I do not know of a more blessed thing in life than to visit the spots of this earth that have been consecrated by the blood and by the lives of the martyrs. Just outside Oxford is a monument where Latimer and Ridley were burned at the stake. Just beyond in the little city of Bedford is the jail where that Baptist preacher [John Bunyan] for twelve long years languished in a dungeon.
There in the midst of Zurich, Switzerland where the Limmat River flows through is the place where Felix Manz, our great Anabaptist preacher was drowned because he believed in water, baptism in water. In the Mamertine dungeon in Rome is the place where Paul languished before his martyrdom, writing his second and last letter to Timothy [2 Timothy 1:1-2]; and finally to Golgotha, where the Lord was raised between the sky and the earth [Matthew 27:33-35].
We stand at the brink of the same river of life where they drank immortal strength. And we can lift up our eyes to the same mountainous glories upon which they gazed.
The same Book they had is our Book. The same promises they loved are our promises. And the same hope that they embraced and loved is our hope today. “Let us hold fast the profession of our faith… for He is faithful that promised” [Hebrews 10:23].
“And let us consider one another to provoke unto love and to good works: Not forsaking the assembling of ourselves together, as the manner of some is” [Hebrews 10:24-25]. Let us gather together in the congregation, there to encourage each other in the faith, in the love, and devotion, and mercy, and goodness, and salvation of Christ.
The ordinance of God lies in the building up of the communion and the fellowship of the faith of the Lord. The church and its testimonies, and its praying, and its singing, and its Bible reading, and its exhortation, and its appeals, “not forsaking the assembling of ourselves together [Hebrews 10:25]. . . let us consider one another to encourage, and to love, and to good works” [Hebrews 10:24].
There’s a place in your lives in the economy and wisdom of God for the services of the people of the Lord.
Blest be the tie that binds
Our hearts in Christian love;
The fellowship of kindred minds
Is like to that above.
We share our mutual woes,
Our mutual burdens bear;
And often for each other flows
The sympathizing tear.
When we asunder part,
It gives us inward pain;
But we shall still be joined in heart,
And hope to meet again.
[“Blest Be the Ties That Bind,” John Fawcett]
“Not forsaking the assembling of ourselves together [Hebrews 10:25]. Consider one another to provoke, to encourage, unto love and unto good works” [Hebrews 10:24].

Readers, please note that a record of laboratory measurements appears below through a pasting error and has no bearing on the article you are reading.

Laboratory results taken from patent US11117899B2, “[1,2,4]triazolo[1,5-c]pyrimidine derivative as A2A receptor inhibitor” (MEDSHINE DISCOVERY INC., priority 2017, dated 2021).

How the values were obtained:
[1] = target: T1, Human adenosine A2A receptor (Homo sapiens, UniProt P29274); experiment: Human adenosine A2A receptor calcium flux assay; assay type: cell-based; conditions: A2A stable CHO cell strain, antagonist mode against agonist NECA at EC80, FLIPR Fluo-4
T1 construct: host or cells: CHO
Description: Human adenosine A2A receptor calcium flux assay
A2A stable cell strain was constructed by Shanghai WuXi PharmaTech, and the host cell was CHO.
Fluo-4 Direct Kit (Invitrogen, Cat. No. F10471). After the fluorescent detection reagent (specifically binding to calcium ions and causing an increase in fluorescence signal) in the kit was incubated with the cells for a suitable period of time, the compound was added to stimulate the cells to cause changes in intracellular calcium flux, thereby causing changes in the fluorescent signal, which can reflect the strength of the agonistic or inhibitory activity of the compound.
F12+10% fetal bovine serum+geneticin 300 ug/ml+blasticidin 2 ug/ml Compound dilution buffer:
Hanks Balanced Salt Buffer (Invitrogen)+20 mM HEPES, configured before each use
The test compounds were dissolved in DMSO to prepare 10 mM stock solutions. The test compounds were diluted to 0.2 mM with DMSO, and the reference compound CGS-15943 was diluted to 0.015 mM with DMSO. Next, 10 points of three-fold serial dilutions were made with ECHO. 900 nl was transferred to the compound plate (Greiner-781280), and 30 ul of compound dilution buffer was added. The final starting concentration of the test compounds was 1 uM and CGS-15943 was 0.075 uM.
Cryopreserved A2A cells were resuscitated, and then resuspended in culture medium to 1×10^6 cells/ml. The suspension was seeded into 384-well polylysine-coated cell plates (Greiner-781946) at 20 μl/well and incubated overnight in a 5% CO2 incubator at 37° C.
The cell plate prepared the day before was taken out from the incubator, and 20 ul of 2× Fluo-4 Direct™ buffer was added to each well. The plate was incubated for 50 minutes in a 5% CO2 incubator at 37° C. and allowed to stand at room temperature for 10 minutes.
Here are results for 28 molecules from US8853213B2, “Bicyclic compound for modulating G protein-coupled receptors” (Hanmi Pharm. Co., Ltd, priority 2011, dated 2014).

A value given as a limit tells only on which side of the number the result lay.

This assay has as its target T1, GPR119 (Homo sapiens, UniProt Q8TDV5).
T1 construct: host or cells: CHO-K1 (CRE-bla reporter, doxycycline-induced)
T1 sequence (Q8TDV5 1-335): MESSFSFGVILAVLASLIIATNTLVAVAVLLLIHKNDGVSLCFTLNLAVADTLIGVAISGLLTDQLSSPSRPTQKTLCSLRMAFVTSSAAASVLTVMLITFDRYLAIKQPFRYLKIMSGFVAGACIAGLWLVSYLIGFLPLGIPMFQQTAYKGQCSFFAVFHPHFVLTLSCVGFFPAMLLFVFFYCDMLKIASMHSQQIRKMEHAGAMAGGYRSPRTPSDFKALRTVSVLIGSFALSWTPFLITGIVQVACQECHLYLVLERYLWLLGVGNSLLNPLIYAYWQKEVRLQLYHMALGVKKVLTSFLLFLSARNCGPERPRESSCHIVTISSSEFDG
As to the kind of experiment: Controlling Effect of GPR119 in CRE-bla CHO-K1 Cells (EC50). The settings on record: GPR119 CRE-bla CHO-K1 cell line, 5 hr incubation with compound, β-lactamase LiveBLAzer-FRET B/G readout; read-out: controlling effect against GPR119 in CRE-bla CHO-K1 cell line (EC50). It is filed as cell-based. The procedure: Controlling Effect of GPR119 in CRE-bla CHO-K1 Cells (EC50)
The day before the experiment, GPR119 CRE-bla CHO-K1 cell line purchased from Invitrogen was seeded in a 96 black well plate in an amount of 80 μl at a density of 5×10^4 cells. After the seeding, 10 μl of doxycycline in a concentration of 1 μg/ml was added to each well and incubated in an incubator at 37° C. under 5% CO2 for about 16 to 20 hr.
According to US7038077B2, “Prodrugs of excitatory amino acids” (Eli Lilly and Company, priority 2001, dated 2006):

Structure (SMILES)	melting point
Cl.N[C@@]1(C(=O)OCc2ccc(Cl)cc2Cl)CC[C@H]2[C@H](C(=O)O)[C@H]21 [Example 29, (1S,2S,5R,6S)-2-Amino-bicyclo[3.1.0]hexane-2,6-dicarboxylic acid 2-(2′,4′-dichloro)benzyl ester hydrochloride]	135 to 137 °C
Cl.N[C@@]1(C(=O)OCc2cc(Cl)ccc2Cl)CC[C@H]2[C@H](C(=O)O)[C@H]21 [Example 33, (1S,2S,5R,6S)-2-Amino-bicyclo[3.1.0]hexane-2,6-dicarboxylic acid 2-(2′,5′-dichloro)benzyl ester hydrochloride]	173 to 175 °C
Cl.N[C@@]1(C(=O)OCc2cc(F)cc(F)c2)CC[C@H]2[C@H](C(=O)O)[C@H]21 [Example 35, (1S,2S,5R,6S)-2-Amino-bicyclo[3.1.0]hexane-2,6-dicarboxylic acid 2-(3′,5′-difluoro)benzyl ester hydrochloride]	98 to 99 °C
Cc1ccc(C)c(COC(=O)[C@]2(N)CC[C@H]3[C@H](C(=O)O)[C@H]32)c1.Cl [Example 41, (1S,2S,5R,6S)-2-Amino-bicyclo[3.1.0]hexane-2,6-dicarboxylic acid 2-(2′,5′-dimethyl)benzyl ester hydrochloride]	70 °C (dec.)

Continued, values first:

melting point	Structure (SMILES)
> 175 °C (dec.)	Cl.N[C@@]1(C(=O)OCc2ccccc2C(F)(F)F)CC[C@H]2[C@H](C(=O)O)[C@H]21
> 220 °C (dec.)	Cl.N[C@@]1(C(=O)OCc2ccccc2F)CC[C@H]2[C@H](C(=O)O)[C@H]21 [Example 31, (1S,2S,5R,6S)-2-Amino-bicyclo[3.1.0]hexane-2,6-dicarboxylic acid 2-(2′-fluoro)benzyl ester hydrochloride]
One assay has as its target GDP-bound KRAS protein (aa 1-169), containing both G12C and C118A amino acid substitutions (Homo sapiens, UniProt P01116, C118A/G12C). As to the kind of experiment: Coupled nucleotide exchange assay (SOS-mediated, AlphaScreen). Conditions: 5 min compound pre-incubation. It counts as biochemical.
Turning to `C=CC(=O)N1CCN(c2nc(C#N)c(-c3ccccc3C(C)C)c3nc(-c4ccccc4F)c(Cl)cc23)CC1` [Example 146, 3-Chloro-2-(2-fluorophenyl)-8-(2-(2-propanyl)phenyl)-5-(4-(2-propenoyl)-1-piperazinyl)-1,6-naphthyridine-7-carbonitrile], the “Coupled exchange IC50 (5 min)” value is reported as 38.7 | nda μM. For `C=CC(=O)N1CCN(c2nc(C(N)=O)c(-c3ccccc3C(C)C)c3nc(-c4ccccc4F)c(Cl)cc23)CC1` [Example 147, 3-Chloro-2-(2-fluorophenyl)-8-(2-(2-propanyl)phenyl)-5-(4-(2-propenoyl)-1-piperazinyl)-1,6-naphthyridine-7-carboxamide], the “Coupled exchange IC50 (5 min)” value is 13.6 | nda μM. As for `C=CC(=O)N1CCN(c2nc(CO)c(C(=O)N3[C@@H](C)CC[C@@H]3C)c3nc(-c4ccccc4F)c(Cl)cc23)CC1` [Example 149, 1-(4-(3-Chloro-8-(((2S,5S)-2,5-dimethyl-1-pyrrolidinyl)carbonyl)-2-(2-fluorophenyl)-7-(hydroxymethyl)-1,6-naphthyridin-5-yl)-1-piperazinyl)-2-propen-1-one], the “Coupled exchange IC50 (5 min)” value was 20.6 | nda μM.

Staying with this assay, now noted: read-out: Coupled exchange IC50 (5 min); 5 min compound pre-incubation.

Then he makes the great remonstrance, and I just mentioned it before our appeal. He speaks first of that awful judgment of God that is coming upon Jerusalem and the type of the great final judgment that is coming upon the earth. “Exhorting one another, and so much the more as you see the day approaching” [Hebrews 10:25]; that awful judgment of God spoken of by Jesus, spoken of by the apostles. And now this author just before that tragic day happens, exhorting that little band to cling unto Jesus, and to look unto Him in faith [Hebrews 10:29], and to exhort one another to be steadfast as the more, “you see the day approaching” [Hebrews 10:25].
And that day came. The awful judgment of God upon a city and upon a nation that refused their Lord, that did despite unto the Spirit of grace, that counted the blood of the covenant where Jesus was sanctified an unholy thing [Hebrews 10:29].
No to the preacher; no to the appeal; no to the congregation; no to the Spirit of God; no to the Father in heaven; no and the great day of judgment came. And he uses that as a type and a picture of the great judgment of God that shall fall upon those who say no to Jesus, and no to the Spirit, and no to the appeal of the preacher, and no to the love and prayers of God’s people.
Then he comforts them, “But you are not those. You are not those who draw back, who say no; but you are of those who believe to the saving of the soul” [Hebrews 10:39]. And that is our humble, earnest, prayerful persuasion of you. You are not of those who stand facing the city of judgment, and of destruction, and of death. But you are of them who turn to face the celestial city of God, the New Jerusalem, the heavenly home of the people of the Lord, believing to the saving of the soul [Revelation 21:1-3].
Could that same mighty preacher who made that appeal so long ago live again in this voice and in this appeal? Somebody you, turning in faith to the Lord to give his life and trust to Jesus [Romans 10:8-13], would you come? In this balcony round, somebody you; on this lower floor, somebody you; out of your seat, into the aisle, and down to the front, “Here I come, preacher, and here I am. I give you my hand. I give my heart to God.”
Is there a family you, to come by baptism, or by letter, or by faith [Ephesians 2:8], or however God shall open the door and say the word? Would you make it tonight? While our people prayerfully join in the singing of this appeal, if you’ve never given your heart and trust to Jesus, would you do it tonight? If you’ve never stood up before a congregation saying, “I take Jesus openly and publicly as my Lord and my Savior,” would you do it tonight?
“With the heart one believeth; and with the mouth confession is made unto salvation” [Romans 10:10].
“Here I am, preacher, and here I come”; or a family you, to put your life with us in the church [Hebrews 10:24-25]. As the Spirit of Jesus shall say the word and lead the way, would you make it tonight? Would you make it now, while we stand and while we sing?
epistle glowing with ever increasing fervor – now a flame
wavering between Christianity and Judaism
too have tendency to drift into formal religious ceremonies, indifference,
This same appeal and warning God would make to His people today
II. The threefold conclusion is summed up
in three propositions(Hebrews 10:19)
A. We may boldly enter
the holiest by the blood of Jesus(Hebrews 10:19)
B. Jesus has
inaugurated a new and living way(Hebrews 10:20)
C. We have a great High
Priest (Hebrews 10:21)
III. The threefold exhortation founded upon
the previous conclusions
“Let us draw near”(Hebrews 10:22)
faith not enough
“Let us hold fast”(Hebrews 10:23)
1. The whole Word is a
2. Visit the places
where holy men poured out their lives unto death
same Book they had is our Book
“Let us consider one another”(Hebrews 10:24)
encouragement we are to each other in the faith
Hymn, “Blest Be the Ties that Bind”
IV. The threefold remonstrance
awful judgment of God that is approaching(Hebrews
not away your past hope and faithfulness(Hebrews
are not of those facing the judgment, but who turn to face celestial city of